Draft rule would ensure all infant sleep products meet strong safety requirements
WASHINGTON, D.C. — The Consumer Product Safety Commission (CPSC) today met to discuss a draft final rule that would require currently unregulated infant sleep products to meet strong evidence-based safety standards. The CPSC commissioners are scheduled to vote on the rule on June 2, and Consumer Reports is urging all four of them to support its approval.
Oriene Shin, policy counsel at Consumer Reports, said, “This strong rule would go a long way to help parents and caregivers keep babies out of unsafe sleep environments. Every CPSC commissioner should vote to approve it. Too many babies have died in products that conflict with expert medical recommendations, and the CPSC staff are right to insist that any infant sleep product meet binding safety standards.”
The draft rule would require that all products intended or marketed for infant sleep must meet one of five mandatory safety standards, such as the current regulation for bassinets. The rule would also ensure that the products better align with American Academy of Pediatrics (AAP) safe sleep recommendations, which include that infants should sleep alone, on their back, on a firm, flat surface in their own space, with no extra bedding, to help avoid suffocation and other dangers.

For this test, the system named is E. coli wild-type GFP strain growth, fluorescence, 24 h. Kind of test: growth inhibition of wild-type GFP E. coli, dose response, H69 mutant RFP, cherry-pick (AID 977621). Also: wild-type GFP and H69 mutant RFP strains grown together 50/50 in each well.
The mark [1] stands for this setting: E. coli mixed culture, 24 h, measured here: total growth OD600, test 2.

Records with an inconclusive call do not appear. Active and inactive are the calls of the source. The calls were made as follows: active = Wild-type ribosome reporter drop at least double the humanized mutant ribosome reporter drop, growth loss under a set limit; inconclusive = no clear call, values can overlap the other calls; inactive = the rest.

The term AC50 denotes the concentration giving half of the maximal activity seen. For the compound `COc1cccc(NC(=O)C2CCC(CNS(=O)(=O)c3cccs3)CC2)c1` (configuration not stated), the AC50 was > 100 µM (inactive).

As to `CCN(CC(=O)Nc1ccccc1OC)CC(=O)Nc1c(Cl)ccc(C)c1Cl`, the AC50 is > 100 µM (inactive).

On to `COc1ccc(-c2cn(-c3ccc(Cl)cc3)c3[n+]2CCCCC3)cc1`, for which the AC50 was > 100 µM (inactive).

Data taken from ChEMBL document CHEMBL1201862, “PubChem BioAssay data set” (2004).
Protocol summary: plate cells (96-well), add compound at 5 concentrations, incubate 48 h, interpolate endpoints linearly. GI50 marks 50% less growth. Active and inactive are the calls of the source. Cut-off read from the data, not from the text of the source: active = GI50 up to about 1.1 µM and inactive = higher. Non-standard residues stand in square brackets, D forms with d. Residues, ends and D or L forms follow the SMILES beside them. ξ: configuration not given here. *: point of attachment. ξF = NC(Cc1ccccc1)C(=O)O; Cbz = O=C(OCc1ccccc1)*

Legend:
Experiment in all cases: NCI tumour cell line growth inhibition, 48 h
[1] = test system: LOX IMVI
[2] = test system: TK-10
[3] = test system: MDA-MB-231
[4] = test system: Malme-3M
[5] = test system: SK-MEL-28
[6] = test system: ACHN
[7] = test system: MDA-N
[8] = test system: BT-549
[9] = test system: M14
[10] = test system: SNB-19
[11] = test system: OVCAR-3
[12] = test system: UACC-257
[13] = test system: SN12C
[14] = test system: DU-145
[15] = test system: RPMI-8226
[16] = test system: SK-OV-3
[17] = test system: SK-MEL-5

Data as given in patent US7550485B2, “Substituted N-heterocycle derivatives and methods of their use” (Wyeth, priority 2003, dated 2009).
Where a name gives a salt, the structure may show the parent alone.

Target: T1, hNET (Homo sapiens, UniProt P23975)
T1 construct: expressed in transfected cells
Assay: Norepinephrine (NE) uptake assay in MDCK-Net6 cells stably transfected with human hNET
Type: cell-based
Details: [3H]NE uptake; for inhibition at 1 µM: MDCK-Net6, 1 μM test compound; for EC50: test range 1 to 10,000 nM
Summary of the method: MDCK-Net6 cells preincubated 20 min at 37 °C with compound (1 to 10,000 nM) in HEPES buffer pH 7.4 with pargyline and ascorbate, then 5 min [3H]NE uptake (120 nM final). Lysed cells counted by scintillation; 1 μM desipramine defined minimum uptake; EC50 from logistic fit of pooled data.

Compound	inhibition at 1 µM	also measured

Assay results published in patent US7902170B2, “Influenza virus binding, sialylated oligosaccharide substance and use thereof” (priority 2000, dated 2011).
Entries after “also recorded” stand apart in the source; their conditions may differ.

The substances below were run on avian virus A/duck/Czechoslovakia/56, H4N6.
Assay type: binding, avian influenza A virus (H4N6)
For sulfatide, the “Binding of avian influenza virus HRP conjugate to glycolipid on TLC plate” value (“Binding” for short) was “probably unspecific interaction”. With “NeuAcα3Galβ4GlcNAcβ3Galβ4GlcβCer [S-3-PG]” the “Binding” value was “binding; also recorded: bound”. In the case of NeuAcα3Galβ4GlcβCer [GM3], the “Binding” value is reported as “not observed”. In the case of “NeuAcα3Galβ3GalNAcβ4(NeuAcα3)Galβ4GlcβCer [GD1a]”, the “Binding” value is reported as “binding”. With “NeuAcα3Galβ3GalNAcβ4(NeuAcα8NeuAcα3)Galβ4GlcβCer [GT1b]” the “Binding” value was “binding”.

Shin added, “If a majority of the CPSC commissioners vote ‘yes,’ manufacturers would finally be accountable for addressing risks they have downplayed for years. There would be a clear line between infant products for sleep and infant products not for sleep. Companies would not be able to market their products in ways that confuse parents and put babies at serious risk.”
CR’s ongoing investigation into safe infant sleep has revealed that at least 94 infant deaths are linked to inclined sleepers, and has helped prompt the recall of more than five million of the products since April 2019. CR’s investigation also has tied in-bed sleepers, such as the DockATot and the Baby Delight Snuggle Nest, to at least 12 fatalities. CR strongly advises anyone with an infant inclined sleeper or another infant sleep product that isn’t tested to a safety standard to immediately stop using it.
To learn more about the CPSC’s draft final rule for infant sleep products, read today’s Consumer Reports story.
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